The search for the source of the TerraUSD Crypto Bank Run continues

Cryptocurrency investors are still trying to figure out what led to the spectacular May meltdown of two digital tokens that were valued at more than $40 billion earlier in the month.

Last week, analytics firm Nansen pointed out that lending firm Celsius is one of a few users who contributed to the collapse of cryptocurrencies Luna and TerraUSD. While Celsius disputes the bill, the search for information about the cause of the wreck reveals the opacity of the world of decentralized finance.

With DeFi, it’s not easy to understand who is providing money for loans, where the money is going, or how easy it is to trigger currency meltdowns. This is one reason regulators are concerned about DeFi’s impact on investors and the financial system in general.

WSJ’s Dion Rabouin explains why Wall Street is now heavily into crypto and what that means for the new asset class and its future. Photocomposite: Elizabeth Smelov

Many investors place their wealth in crypto products that offer healthy returns; These services then lend the funds to others. The value of assets held on DeFi platforms, referred to as “total value locked,” has surged from $600 million in early 2020 to a peak of $317 billion on December 26, 2021, according to website DeFi Llama. It is now down to around $106 billion, falling concurrently with a fall in prices across the cryptocurrency market.

The Anchor protocol was a popular service for terraUSD holders as it offered users a 19.5% interest rate on borrowed cryptos. But in May, a flood of investors withdrew their money from Anchor, ultimately leading to the fall of terraUSD and Luna. It’s unclear who prompted the sale and if he intended to trigger the collapse.

Nansen’s report argues that Celsius was one of a few users to first withdraw hundreds of millions of dollars from Anchor early, which may have sparked the broader selloff on the platform.

Celsius said its risk management group identified “changes in the stability” of the platform that caused it to remove its assets solely to protect its customers’ money. The company did not benefit from the instability, it said.

Celsius accepts customer deposits and then lends that money to other users, such as exchanges and market makers. It charges a fee for the service and then passes that revenue on to its users as an interest payment. Celsius offers users yields of up to about 14%, so Anchor’s 19.5% yield was attractive to the company.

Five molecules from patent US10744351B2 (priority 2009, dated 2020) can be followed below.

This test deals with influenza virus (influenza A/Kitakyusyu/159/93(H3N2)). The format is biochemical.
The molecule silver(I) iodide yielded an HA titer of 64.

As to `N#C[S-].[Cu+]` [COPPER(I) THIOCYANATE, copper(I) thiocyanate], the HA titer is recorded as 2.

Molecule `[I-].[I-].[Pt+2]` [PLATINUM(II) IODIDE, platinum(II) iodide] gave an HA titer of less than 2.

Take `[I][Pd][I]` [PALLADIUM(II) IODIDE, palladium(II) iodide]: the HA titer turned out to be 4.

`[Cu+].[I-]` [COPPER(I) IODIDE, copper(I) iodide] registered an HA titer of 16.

“It’s similar to traditional securities lending,” said Steven Ehrlich, CEO of Voyager Digital,

a Canada-listed company that offers a variety of crypto-related financial services, some of which offer a stated rate of return. “It’s almost identical to what happens in the traditional world.”

But these products and services are not operated like traditional financial services.

“It’s marketed as a better savings account and it’s not,” said Cory Klippsten, chief executive of crypto services company Swan Bitcoin.

There are no standards on custody, risk management or capital reserve issues. There are no transparency requirements. Investors often do not know how their money is being handled or who the counterparties are.

“What you’re really doing is you’re an unsecured lender,” said Mr. Klippsten. “They collect personal loans and invest them in lightly regulated activities behind the scenes.”

For example, investors were unaware that their money in a Celsius account might have been invested in the Anchor platform. Celsius, Voyager, and others in the industry typically don’t disclose their competitors.

Regulators are increasingly concerned about the risks of these lending platforms. In April, under pressure from regulators, Celsius stopped accepting new interest-bearing deposits from non-accredited US investors. A similar program planned by Coinbase was shelved after opposition from US regulators.

Also, unlike traditional bank accounts, there is no deposit insurance. When a DeFi service goes down or gets hacked — and they’re notorious for getting hacked — users are largely on their own.

“In the world of crypto, anyone and their dog can come out with a product,” said Michael Rosmer, the founder of DeFiYield, which publishes software to audit DeFi projects. “We realized very quickly that you have this wealth of complex instruments and products and there is no verification.”

Write to Paul Vigna at [email protected]

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